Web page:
The Return of Carol Deane (1938)

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Synopsis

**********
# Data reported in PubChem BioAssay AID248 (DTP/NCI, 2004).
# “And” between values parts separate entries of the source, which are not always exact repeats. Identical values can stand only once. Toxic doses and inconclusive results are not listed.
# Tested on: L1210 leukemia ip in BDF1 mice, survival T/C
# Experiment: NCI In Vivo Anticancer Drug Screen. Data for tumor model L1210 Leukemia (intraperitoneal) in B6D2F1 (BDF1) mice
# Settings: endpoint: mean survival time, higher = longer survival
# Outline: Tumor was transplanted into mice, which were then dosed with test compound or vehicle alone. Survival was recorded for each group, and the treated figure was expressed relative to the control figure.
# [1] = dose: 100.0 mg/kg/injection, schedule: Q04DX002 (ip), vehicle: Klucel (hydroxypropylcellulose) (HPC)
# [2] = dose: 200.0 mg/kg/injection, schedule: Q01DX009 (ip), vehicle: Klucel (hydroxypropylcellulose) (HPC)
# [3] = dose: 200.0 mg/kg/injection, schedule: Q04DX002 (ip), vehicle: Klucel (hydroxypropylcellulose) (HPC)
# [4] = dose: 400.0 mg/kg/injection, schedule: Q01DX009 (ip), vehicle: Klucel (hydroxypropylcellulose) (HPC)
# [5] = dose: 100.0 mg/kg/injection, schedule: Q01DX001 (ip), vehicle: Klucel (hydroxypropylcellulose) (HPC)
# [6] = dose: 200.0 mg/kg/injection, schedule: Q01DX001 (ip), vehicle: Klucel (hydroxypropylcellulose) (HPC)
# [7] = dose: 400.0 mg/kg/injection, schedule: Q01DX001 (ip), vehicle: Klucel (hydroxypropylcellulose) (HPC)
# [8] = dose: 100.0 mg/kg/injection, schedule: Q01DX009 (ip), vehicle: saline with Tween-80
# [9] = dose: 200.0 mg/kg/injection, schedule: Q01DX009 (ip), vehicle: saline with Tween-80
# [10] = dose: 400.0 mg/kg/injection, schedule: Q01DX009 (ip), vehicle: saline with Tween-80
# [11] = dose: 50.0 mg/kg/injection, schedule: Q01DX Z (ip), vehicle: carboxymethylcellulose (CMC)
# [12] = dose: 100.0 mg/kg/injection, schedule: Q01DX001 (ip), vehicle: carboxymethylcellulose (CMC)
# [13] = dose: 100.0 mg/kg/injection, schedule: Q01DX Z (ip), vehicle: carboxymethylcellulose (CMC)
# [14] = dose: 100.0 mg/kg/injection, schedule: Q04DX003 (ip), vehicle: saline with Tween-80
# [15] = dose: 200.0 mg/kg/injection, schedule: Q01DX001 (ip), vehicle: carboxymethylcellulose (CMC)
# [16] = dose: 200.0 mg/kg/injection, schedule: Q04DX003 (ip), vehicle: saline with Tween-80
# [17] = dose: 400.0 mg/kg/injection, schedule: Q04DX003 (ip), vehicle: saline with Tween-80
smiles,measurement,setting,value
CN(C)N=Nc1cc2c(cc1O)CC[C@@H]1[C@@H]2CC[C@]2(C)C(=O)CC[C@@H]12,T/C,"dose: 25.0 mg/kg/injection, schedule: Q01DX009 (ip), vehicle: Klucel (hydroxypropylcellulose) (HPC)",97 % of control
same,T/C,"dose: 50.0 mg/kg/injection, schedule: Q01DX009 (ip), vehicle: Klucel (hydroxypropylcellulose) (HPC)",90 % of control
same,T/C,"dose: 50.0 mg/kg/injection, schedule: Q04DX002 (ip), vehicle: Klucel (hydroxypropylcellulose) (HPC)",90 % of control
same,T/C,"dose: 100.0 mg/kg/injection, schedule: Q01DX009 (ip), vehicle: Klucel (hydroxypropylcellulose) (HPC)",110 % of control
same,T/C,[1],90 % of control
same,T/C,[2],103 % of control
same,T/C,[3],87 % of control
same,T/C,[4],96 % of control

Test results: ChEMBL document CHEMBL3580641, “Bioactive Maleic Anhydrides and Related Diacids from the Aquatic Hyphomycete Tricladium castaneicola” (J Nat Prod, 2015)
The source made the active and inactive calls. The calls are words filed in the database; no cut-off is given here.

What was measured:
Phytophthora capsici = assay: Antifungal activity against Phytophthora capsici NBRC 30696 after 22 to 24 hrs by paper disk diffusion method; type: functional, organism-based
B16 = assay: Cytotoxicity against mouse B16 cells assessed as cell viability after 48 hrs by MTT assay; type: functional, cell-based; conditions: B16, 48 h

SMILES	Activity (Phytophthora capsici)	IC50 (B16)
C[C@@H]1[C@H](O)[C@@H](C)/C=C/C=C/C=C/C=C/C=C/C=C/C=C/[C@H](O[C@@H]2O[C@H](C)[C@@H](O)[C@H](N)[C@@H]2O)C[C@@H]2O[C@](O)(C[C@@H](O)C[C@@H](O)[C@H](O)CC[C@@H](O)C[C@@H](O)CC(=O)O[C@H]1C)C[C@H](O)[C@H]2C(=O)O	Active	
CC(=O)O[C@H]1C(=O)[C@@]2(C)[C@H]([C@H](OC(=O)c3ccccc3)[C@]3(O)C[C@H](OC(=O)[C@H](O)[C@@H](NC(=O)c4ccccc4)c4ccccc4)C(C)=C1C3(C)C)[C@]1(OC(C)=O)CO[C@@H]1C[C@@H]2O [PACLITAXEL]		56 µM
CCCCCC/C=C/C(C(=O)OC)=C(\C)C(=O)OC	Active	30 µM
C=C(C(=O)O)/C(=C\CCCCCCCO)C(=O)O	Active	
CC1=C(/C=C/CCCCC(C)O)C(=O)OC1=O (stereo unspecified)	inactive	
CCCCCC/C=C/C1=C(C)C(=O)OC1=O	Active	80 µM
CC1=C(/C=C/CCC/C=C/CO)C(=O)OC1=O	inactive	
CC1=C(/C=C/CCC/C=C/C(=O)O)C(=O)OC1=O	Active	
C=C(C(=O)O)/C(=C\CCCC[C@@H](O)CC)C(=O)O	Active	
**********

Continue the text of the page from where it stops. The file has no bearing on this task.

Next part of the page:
In 1912 London, Carol Deane, famous for her portrait painted by Mark Poynton, falls in love and marries Lord Robert Brenning, much against the wishes of Poynton himself, who is infatuated with her. With the First World War, Brenning goes off to the Western Front, while Carol becomes a nurse. While working at a hospital she meets Poynton who has been admitted as a patient. Poynton admits to Carol how he is still madly in love with her. After being released from the hospital and returning to his flat, Poynton telephones Carol saying that she must come to see him or he will call on her and cause a scandal. When Carol duly visits Poynton, he pulls a gun on her and demands that she return to live with him. In a struggle the gun is fired and Poynton is killed. When Carol is put on trial for murder, her husband is due to return as a witness, but she receives a telegram while in jail to tell her that he has been killed in action. Found guilty of murder, she is sentenced to 15 years for manslaughter. Released in 1928, her son, who had only been a baby at the time of her incarceration, now has no knowledge of her and she travels to New York. Meeting Major Scott-Vaughan on the voyage, she becomes involved in his crooked gambling joints in the States, and, on returning to Britain with Scott-Vaughan in 1938, they establish a similar venture in London in what she discovers is the house where she lived with her husband. On the opening evening, Carol is operating the roulette wheel when her son comes to the club. Recognising him from a picture she had seen in a newspaper at the time of his recent wedding, Carol helps him from losing thousands of pounds, and to reconcile him with his new bride who disapproved of his gambling, but without revealing that she is his mother.

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